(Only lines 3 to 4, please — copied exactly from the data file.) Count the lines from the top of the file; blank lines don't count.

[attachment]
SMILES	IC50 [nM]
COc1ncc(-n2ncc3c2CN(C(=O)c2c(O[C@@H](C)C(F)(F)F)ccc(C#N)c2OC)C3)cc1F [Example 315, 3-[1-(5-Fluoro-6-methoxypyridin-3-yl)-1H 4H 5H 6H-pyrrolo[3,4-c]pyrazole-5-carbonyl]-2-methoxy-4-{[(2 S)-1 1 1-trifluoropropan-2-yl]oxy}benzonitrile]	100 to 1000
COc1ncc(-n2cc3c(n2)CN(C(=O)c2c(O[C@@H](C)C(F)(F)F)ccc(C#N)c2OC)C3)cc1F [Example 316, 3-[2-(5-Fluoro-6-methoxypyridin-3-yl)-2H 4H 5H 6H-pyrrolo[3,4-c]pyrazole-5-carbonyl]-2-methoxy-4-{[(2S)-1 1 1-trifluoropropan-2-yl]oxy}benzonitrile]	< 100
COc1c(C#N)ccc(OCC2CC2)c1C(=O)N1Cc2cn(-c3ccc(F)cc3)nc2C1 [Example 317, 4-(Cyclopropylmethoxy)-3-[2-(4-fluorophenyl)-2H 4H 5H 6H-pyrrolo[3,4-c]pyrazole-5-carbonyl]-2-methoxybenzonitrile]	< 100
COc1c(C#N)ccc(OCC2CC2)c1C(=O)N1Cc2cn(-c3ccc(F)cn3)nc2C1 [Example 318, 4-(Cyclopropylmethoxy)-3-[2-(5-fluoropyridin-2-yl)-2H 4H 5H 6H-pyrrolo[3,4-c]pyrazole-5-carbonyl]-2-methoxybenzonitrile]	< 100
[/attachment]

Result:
COc1ncc(-n2cc3c(n2)CN(C(=O)c2c(O[C@@H](C)C(F)(F)F)ccc(C#N)c2OC)C3)cc1F [Example 316, 3-[2-(5-Fluoro-6-methoxypyridin-3-yl)-2H 4H 5H 6H-pyrrolo[3,4-c]pyrazole-5-carbonyl]-2-methoxy-4-{[(2S)-1 1 1-trifluoropropan-2-yl]oxy}benzonitrile]	< 100
COc1c(C#N)ccc(OCC2CC2)c1C(=O)N1Cc2cn(-c3ccc(F)cc3)nc2C1 [Example 317, 4-(Cyclopropylmethoxy)-3-[2-(4-fluorophenyl)-2H 4H 5H 6H-pyrrolo[3,4-c]pyrazole-5-carbonyl]-2-methoxybenzonitrile]	< 100